Vying for Power: Dividing Palestine

views updated

Vying for Power: Dividing Palestine

The Peel Commission Report ...5
The Biltmore Program ...17
The Alexandria Protocol ...25

In the years leading up to World War I (1914–18; war in which Great Britain, France, the United States, and their allies defeated Germany, Austria-Hungary, and their allies), the Ottoman Empire (a vast Turkish empire of southwest Asia, northeast Africa, and southeast Europe that reigned from the thirteenth century to the early twentieth century) held control over much of what is known today as the Middle East. The modern nations of the Middle East were then territories within the empire, their populations loosely governed and not overly prosperous in this time before oil wealth transformed the region. World War I brought sweeping change to the region. The Ottoman Empire was defeated by Allied forces led by Britain and France, and after the war those two European powers began the process of rewriting the map of the region. Under the authority of the League of Nations (a loose confederation of sixty states, formed in 1919, whose goal was to peacefully resolve conflicts between nations), Britain and France divided much of the former Ottoman territory into regions ruled under their mandate, or administrative control. The areas operating under French mandate were Lebanon and Syria; those under British control were Palestine (later known as Israel), Transjordan (later known as Jordan), and Iraq.

The area known as Palestine lay on the eastern shore of the Mediterranean Sea, and it stretched inland about fifty miles to the banks of the Jordan River and the Dead Sea. Much of the area was desert, and only one-third of the territory could then support agriculture. But the area was home to some of the holiest sites in the Jewish, Christian, and Muslim religions, especially in the city of Jerusalem. In the mid-nineteenth century, Palestine had been home to about 500,000 people, approximately 80 percent of them Arab Muslims, 10 percent Christians, 4 percent Jews, and 1 percent Druze (a Muslim religious sect).

In the 1880s a new force began to reshape Palestine. That force was known as Zionism, a movement by Jews to establish an independent Jewish state in Palestine. Zionists declared that Jews had a claim to land in Palestine, where the twelve ancient tribes of the Jewish faith had ruled thousands of years before, and they encouraged Jews to move to Palestine. In the mid-nineteenth century, small numbers of Jews fleeing discrimination and persecution because of their religious beliefs in Europe and Russia began to settle in Palestine. In the late 1890s, Theodor Herzl (1860–1904), author of The Jewish State, created the World Zionist Organization to promote increased Jewish immigration to Palestine, and the number of immigrants increased. Zionism attracted the support of wealthy and influential Jews in Europe and the United States, including Herbert Samuel (1870–1963), a British politician. By 1917 Samuel and other supporters of Zionism had urged the British government to express its qualified support for Zionism. That support came in the form of a letter, known as the Balfour Declaration, that expressed the British position.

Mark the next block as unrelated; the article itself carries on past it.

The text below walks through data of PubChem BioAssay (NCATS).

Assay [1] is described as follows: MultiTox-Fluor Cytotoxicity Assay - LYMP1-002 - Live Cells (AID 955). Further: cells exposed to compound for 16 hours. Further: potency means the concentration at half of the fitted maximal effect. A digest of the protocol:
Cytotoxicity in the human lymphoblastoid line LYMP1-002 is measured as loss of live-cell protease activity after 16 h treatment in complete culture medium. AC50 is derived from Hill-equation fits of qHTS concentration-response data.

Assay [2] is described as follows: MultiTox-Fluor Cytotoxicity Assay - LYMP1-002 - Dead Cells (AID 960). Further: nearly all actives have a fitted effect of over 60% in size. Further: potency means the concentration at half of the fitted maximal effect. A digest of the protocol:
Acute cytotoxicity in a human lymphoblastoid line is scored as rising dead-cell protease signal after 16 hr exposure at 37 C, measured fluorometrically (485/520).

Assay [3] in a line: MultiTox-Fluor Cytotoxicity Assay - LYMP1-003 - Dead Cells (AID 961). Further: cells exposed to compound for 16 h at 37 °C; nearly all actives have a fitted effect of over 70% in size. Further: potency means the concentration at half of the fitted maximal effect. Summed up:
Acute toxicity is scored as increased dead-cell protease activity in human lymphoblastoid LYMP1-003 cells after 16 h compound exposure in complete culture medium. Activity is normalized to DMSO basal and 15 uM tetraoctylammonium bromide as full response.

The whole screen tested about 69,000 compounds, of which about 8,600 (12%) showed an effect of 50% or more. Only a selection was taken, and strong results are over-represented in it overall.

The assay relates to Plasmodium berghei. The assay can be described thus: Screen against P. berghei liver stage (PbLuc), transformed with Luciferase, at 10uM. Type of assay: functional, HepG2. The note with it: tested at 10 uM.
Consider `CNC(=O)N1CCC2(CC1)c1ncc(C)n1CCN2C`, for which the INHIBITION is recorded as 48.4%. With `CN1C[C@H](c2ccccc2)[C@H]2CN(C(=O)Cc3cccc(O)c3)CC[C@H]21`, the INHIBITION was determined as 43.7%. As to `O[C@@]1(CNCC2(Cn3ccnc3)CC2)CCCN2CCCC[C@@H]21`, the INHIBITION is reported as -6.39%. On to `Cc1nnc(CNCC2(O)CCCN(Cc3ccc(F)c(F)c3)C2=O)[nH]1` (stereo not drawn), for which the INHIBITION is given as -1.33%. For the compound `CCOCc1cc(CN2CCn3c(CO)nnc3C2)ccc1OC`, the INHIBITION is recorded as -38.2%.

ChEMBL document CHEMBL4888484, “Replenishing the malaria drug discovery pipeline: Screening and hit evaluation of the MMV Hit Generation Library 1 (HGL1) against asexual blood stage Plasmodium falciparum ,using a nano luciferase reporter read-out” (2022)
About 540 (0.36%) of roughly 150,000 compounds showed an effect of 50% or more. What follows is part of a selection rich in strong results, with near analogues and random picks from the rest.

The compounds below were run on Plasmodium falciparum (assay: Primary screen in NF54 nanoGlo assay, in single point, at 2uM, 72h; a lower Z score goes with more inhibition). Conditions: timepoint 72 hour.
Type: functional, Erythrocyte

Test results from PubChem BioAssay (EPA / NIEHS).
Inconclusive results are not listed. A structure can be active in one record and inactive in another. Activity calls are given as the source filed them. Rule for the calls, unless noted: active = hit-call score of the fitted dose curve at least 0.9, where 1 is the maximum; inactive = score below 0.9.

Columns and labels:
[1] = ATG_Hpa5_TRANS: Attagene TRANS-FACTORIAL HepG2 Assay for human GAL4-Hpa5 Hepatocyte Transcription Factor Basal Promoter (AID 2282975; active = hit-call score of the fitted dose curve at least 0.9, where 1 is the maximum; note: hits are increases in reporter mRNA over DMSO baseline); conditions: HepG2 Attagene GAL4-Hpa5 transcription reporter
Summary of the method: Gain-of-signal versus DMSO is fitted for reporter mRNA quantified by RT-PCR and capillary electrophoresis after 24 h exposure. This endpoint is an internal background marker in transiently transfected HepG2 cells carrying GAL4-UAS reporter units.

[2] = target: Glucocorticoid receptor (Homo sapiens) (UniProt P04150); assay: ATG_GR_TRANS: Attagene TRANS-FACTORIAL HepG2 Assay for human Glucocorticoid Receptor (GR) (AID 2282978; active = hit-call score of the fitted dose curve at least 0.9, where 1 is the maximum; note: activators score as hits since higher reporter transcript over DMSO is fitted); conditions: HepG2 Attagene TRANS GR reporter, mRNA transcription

The Balfour Declaration, named after British foreign secretary Lord Arthur Balfour (1848–1930), is perhaps the single most important document in the history of the century-long conflict between Jews and Arabs in the Middle East, yet it is just one sentence long. It reads:

"His Majesty's Government view with favour the establishment in Palestine of a national home for the Jewish people, and will use their best endeavours to facilitate the achievement of this object, it being understood that nothing shall be done which may prejudice the civil and religious rights of the existing non-Jewish communities in Palestine, or the rights and political status enjoyed by Jews in any other country."

The dual promise implied in this declaration—the promise that Britain would support both Jewish and Arab interests in Palestine—proved nearly impossible to fulfill, as successive British administrations discovered through the 1920s, 1930s, and 1940s. Jews and the Arabs who lived in Palestine—or Palestinians—fought regularly and sometimes violently over control of land and access to holy sites in Jerusalem. Increasingly, both sides became committed to the idea that the other was the enemy, and that they must fight to remove the enemy's influence from Palestine.

The documents that make up this section show how the various players in this conflict—the British, the Zionists, and the Arabs—struggled to develop policies and strategies to address their interests in Palestine. The Palestine Royal Commission Report, often called the Peel Commission Report, was issued in 1937 by the British in an attempt to provide a framework for cooperation between Jews and Arabs in Palestine. (It proved so unpopular that a "White Paper," issued in 1939, reversed several of its suggestions.) The Biltmore Program was an argument made by American Zionists that Palestine should attain independence as a Jewish state, and it argued against British policy. Finally, the Alexandria Protocol, issued in 1944 during the midst of World War II (1939–45; war in which Great Britain, France, the Soviet Union, the United States, and their allies defeated Germany, Italy, and Japan), was the founding document of the League of Arab States, a coalition of Arab nations that joined together to oppose Zionism and to argue that Palestine should attain independence as an Arab state.